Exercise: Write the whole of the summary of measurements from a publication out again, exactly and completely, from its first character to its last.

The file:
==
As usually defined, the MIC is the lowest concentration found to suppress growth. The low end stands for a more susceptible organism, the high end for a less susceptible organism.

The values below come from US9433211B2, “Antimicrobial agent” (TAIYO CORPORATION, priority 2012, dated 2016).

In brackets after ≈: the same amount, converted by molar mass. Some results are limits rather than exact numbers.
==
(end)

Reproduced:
As usually defined, the MIC is the lowest concentration found to suppress growth. The low end stands for a more susceptible organism, the high end for a less susceptible organism.

The values below come from US9433211B2, “Antimicrobial agent” (TAIYO CORPORATION, priority 2012, dated 2016).

In brackets after ≈: the same amount, converted by molar mass. Some results are limits rather than exact numbers.